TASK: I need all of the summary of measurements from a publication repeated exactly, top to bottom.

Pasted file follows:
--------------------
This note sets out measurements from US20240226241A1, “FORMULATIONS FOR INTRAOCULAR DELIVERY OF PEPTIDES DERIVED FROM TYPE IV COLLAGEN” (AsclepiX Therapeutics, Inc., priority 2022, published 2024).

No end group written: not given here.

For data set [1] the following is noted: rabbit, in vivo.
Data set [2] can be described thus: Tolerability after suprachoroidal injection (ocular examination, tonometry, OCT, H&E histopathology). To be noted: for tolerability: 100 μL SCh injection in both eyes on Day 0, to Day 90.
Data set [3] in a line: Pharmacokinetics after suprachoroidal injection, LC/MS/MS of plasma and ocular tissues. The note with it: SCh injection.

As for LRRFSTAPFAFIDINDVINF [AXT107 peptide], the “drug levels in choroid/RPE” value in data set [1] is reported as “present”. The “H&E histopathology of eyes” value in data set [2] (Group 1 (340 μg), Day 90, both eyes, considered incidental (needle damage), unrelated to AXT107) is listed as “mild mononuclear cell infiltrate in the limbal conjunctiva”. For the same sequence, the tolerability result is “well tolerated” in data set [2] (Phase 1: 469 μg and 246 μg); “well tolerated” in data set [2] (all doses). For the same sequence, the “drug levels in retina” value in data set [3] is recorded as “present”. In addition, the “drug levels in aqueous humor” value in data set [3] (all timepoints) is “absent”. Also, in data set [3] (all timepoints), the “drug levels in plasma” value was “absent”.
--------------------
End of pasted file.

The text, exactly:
This note sets out measurements from US20240226241A1, “FORMULATIONS FOR INTRAOCULAR DELIVERY OF PEPTIDES DERIVED FROM TYPE IV COLLAGEN” (AsclepiX Therapeutics, Inc., priority 2022, published 2024).

No end group written: not given here.

For data set [1] the following is noted: rabbit, in vivo.
Data set [2] can be described thus: Tolerability after suprachoroidal injection (ocular examination, tonometry, OCT, H&E histopathology). To be noted: for tolerability: 100 μL SCh injection in both eyes on Day 0, to Day 90.
Data set [3] in a line: Pharmacokinetics after suprachoroidal injection, LC/MS/MS of plasma and ocular tissues. The note with it: SCh injection.

As for LRRFSTAPFAFIDINDVINF [AXT107 peptide], the “drug levels in choroid/RPE” value in data set [1] is reported as “present”. The “H&E histopathology of eyes” value in data set [2] (Group 1 (340 μg), Day 90, both eyes, considered incidental (needle damage), unrelated to AXT107) is listed as “mild mononuclear cell infiltrate in the limbal conjunctiva”. For the same sequence, the tolerability result is “well tolerated” in data set [2] (Phase 1: 469 μg and 246 μg); “well tolerated” in data set [2] (all doses). For the same sequence, the “drug levels in retina” value in data set [3] is recorded as “present”. In addition, the “drug levels in aqueous humor” value in data set [3] (all timepoints) is “absent”. Also, in data set [3] (all timepoints), the “drug levels in plasma” value was “absent”.